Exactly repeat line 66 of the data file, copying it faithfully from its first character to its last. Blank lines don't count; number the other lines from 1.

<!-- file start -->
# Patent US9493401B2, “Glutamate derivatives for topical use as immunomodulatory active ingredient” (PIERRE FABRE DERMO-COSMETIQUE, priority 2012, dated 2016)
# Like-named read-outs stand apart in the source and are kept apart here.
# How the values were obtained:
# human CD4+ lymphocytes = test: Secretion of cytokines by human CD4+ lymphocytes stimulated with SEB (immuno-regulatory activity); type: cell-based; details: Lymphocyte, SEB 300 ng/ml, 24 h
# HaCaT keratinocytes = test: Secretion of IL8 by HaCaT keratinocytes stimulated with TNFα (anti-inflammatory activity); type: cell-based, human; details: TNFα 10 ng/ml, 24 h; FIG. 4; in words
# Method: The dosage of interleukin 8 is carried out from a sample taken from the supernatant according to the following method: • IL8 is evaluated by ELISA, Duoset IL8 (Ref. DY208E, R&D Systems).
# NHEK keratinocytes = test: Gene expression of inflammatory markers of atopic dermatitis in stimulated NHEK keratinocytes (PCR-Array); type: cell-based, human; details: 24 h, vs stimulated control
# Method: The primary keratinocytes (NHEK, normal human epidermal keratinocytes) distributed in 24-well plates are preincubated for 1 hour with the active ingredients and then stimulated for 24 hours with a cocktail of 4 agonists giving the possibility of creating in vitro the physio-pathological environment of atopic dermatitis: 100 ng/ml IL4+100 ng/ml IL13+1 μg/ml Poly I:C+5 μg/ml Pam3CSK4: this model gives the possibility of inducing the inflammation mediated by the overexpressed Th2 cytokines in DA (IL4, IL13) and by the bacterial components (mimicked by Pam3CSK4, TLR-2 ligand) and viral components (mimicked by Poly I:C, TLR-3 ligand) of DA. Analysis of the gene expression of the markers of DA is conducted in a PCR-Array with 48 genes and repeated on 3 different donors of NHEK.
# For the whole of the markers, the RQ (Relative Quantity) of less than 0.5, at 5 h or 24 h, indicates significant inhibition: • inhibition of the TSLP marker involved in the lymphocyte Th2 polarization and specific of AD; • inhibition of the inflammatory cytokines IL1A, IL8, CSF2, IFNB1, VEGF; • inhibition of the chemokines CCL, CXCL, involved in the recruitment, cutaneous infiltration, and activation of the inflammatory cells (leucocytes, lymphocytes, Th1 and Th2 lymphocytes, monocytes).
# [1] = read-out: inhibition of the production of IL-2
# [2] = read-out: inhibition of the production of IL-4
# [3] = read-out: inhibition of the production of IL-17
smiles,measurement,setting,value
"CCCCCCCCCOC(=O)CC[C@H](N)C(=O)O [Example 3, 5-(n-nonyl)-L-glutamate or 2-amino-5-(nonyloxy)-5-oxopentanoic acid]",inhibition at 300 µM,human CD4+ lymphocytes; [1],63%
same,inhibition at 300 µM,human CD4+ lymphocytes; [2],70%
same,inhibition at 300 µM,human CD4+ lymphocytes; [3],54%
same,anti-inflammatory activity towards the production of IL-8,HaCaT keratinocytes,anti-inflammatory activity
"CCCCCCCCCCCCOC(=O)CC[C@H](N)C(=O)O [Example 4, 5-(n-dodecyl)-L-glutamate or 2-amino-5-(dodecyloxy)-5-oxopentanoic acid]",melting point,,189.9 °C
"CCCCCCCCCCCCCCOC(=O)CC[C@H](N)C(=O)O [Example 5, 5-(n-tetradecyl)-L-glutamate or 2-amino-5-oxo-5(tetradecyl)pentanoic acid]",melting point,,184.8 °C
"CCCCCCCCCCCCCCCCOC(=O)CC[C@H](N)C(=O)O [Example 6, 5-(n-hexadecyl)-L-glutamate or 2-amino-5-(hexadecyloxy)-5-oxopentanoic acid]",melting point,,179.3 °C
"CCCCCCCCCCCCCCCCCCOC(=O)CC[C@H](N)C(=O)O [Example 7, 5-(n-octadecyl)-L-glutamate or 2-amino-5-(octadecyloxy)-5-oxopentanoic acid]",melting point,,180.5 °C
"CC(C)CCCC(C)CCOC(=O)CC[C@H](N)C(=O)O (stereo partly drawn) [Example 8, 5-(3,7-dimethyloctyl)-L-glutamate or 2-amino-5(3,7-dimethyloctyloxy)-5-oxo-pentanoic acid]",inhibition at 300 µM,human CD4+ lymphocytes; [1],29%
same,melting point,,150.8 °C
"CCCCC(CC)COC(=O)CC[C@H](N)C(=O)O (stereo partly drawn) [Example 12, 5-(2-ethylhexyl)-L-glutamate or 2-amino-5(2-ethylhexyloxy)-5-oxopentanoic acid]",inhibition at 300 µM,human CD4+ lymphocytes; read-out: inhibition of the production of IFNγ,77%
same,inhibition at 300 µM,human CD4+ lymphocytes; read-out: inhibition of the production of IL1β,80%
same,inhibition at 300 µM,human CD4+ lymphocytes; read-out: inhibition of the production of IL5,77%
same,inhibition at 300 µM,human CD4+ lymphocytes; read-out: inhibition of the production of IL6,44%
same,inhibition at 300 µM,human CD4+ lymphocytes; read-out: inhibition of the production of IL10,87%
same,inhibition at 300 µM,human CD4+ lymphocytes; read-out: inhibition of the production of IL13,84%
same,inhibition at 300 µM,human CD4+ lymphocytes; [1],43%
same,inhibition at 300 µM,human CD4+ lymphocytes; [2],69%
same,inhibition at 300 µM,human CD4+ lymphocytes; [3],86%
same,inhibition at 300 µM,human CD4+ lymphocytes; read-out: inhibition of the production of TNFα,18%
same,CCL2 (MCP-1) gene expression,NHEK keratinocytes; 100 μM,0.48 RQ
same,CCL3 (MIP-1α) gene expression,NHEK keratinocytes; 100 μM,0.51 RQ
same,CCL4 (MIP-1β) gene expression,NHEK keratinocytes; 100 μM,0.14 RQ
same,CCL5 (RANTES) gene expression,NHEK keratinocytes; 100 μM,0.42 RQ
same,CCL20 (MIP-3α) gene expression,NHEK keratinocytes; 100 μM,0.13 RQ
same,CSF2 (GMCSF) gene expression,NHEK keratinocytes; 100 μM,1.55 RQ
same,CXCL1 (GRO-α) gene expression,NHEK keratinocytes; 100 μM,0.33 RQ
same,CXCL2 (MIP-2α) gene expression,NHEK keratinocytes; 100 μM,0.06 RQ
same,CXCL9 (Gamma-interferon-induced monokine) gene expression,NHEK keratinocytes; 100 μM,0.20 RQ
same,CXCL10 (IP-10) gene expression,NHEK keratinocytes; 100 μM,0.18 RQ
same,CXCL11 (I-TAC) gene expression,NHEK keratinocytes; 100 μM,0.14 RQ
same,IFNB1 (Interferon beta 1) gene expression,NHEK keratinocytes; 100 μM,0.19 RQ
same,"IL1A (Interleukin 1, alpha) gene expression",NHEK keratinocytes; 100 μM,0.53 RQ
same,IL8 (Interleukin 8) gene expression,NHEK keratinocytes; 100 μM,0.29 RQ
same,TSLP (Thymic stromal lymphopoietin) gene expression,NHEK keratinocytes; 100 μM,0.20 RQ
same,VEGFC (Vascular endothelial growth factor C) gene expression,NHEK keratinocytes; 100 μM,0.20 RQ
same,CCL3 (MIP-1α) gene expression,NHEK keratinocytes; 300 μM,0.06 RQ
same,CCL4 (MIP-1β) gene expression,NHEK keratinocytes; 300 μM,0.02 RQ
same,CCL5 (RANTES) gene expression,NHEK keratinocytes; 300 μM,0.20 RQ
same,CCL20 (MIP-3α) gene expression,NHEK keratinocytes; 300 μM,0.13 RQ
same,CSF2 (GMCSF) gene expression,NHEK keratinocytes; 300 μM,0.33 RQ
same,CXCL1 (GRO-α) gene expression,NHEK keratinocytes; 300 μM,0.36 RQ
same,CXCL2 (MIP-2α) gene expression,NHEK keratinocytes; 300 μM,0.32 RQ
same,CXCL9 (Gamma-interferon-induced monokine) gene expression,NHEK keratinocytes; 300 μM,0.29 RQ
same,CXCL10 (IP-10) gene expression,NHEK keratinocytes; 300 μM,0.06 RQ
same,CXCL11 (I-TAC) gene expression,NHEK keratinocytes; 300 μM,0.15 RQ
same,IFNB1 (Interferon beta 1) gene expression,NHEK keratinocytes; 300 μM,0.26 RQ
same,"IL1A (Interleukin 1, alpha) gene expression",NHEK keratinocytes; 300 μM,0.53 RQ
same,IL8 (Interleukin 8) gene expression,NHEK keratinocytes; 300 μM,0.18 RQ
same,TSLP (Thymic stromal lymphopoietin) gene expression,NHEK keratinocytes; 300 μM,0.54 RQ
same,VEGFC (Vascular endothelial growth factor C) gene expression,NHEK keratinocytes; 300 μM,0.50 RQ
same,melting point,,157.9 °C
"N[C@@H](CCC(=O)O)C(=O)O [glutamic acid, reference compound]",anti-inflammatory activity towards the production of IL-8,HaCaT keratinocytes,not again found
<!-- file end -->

"N[C@@H](CCC(=O)O)C(=O)O [glutamic acid, reference compound]",anti-inflammatory activity towards the production of IL-8,HaCaT keratinocytes,not again found